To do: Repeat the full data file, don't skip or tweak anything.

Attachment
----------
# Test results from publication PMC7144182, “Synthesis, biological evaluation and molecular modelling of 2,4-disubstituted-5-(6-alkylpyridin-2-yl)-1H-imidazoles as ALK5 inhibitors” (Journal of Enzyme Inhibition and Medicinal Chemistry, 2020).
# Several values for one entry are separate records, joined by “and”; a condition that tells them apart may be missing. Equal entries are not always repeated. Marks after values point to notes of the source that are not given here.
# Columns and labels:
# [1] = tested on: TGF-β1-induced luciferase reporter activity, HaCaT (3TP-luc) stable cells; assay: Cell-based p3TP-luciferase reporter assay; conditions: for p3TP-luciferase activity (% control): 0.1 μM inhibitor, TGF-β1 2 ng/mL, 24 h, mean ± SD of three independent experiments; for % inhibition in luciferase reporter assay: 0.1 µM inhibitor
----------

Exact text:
# Test results from publication PMC7144182, “Synthesis, biological evaluation and molecular modelling of 2,4-disubstituted-5-(6-alkylpyridin-2-yl)-1H-imidazoles as ALK5 inhibitors” (Journal of Enzyme Inhibition and Medicinal Chemistry, 2020).
# Several values for one entry are separate records, joined by “and”; a condition that tells them apart may be missing. Equal entries are not always repeated. Marks after values point to notes of the source that are not given here.
# Columns and labels:
# [1] = tested on: TGF-β1-induced luciferase reporter activity, HaCaT (3TP-luc) stable cells; assay: Cell-based p3TP-luciferase reporter assay; conditions: for p3TP-luciferase activity (% control): 0.1 μM inhibitor, TGF-β1 2 ng/mL, 24 h, mean ± SD of three independent experiments; for % inhibition in luciferase reporter assay: 0.1 µM inhibitor